Today, he manages tension of holding to the traditional biblical teaching on sexuality while loving his gay parents.
Biola Magazine reached out to him to talk about his book and his perspective on how Christians can better navigate the complexities of this issue with truth and grace. What do you mean by this? How would you like to see this play out?
Christians can own this issue by caring enough to get to know the whole person. I asked why she still called herself a lesbian. Her response was that she had a community filled with friends, acceptance, a cause and deep feelings. It reminded me that people have depth. Care enough about a person not to reduce them to their sexual orientation.
Talk about holy living down the road. Perhaps Christians can own this issue by being kind and making a new friend. What should that look like?
Treat people like actual people. Embrace the tension by developing friendships over meals, coffee and more. Try to understand who they are as a person experiences, hopes, dreams, fears, etc. You write that one definition of love is holding the tension of grace and truth. What do you mean by this and who do you think models this sort of love well? The uncomfortable feeling in the tension of grace and truth is love.
However, love never harms. A theological conviction should never be a catalyst to treat someone poorly. We can accept the person without approving of their choice to be in or pursue a same-sex relationship.
Love people, but remember what the Bible teaches. Deepen your relationships, but Christian parent response to homosexuality firm to conviction. Never give up on the person or Scripture. Love never takes sides. Love has no exception clause. I see this love lived out by some parents of gay teenagers.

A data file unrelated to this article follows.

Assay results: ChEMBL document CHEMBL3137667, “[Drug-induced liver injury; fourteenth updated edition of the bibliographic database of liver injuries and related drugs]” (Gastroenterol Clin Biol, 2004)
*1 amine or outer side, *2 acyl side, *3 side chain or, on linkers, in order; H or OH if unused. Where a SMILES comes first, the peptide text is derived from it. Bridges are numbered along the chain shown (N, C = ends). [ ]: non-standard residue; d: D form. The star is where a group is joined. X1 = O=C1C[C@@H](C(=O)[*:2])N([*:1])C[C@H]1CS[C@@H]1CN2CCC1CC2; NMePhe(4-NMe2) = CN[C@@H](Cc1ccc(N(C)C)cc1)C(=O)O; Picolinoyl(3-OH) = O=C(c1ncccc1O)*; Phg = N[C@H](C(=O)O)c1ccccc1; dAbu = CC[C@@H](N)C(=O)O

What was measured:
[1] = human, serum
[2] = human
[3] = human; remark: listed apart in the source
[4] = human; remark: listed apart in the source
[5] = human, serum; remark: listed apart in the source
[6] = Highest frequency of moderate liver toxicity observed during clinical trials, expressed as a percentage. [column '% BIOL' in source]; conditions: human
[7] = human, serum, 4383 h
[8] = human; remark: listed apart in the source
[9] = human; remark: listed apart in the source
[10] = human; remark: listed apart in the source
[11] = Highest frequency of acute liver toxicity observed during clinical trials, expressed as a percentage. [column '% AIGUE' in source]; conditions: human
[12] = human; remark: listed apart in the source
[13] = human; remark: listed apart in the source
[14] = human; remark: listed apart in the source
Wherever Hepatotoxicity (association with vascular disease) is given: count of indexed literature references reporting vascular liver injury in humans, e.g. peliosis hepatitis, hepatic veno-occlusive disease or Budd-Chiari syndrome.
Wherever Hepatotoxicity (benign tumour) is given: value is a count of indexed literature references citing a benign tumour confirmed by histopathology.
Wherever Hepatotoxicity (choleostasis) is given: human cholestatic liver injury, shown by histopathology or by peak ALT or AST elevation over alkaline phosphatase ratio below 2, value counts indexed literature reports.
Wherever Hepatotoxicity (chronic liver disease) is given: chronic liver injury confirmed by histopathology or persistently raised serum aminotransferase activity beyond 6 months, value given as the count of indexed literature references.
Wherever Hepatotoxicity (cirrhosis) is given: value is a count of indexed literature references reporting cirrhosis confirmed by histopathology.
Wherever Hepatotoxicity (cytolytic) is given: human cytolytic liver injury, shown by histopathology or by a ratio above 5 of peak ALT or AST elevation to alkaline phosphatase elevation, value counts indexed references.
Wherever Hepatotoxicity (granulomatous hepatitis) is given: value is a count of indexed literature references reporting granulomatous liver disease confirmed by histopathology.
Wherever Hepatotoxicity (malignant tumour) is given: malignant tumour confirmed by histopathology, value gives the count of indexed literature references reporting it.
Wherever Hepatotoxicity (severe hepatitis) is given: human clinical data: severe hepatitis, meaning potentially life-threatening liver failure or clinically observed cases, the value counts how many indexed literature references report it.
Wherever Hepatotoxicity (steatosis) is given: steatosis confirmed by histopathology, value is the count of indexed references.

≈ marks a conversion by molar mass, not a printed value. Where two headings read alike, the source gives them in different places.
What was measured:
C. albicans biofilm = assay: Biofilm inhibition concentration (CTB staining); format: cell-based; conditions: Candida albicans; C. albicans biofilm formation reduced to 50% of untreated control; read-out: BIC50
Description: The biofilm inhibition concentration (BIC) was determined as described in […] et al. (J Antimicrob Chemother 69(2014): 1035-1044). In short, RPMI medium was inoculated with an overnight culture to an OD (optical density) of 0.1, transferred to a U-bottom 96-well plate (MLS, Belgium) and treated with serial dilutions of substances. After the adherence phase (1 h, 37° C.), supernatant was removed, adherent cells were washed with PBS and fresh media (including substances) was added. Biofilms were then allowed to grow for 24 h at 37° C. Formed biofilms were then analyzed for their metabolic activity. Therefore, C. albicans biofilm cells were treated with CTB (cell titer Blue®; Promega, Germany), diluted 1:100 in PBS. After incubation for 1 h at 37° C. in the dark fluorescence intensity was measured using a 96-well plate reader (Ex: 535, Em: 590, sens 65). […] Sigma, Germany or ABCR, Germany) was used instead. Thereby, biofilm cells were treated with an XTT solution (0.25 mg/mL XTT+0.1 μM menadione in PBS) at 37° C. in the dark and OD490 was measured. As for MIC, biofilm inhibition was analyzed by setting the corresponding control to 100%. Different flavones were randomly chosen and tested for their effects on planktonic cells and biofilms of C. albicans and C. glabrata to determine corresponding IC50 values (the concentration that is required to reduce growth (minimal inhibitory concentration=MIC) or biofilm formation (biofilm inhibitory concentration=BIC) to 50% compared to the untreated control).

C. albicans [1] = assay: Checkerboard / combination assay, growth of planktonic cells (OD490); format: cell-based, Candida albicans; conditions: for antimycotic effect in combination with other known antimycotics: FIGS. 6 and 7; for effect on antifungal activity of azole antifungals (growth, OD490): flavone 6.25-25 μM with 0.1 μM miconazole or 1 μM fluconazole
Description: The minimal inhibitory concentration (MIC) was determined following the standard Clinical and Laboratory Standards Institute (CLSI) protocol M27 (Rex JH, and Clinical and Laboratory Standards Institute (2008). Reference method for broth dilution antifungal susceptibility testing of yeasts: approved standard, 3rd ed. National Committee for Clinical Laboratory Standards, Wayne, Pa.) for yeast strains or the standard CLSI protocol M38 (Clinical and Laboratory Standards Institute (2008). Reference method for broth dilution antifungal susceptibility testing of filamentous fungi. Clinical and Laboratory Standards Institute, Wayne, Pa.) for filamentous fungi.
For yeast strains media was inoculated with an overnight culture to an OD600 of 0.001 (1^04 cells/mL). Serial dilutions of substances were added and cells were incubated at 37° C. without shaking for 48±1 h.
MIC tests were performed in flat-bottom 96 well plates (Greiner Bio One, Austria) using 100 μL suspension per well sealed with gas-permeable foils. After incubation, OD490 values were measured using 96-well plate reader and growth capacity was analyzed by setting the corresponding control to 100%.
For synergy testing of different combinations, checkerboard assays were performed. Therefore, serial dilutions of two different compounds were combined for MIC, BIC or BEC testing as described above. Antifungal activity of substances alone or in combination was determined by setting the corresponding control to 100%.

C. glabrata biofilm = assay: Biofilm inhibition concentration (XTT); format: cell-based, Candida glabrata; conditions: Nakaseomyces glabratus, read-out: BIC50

These parents love their kids no matter what and nothing about their relationship changes. They thank the teen for trusting them with this part of their life. At the same time, they hold true to what Scripture says not only about sexuality, but also about loving others.
To the LGBT person: People are entitled to their beliefs. If these people are loved ones being loving towards you why shut them out?
They might be intolerant in your mind for not agreeing with you. However, are they treating you poorly? Do they love you less?
Do they not value you anymore? Christians make too many mistakes when someone comes out to them. They try to advise counseling. At some point, they will throw out Bible verses concerning homosexuality or marriage.
Emotions like depression and anger will usually set in. Unfortunately, these are all the wrong things to do. This is a moment to listen and affirm your love for them.
Think of it this way: The people coming out to you have chosen to share a very intimate and personal part of their life because you are someone they value. You can never get this moment back, and responding the wrong way is devastating. How should a Christian respond if invited to a same-sex marriage ceremony?
Is attending a gay wedding a tacit affirmation of the sacredness of the vows being exchanged? Attending may put you in a difficult position as one who believes marriage is for a man and woman. There might be a chance to share your faith with others at the wedding. Later, when the newlywed has a season of doubt or turmoil, you might be the person they turn to giving you the chance to share Jesus.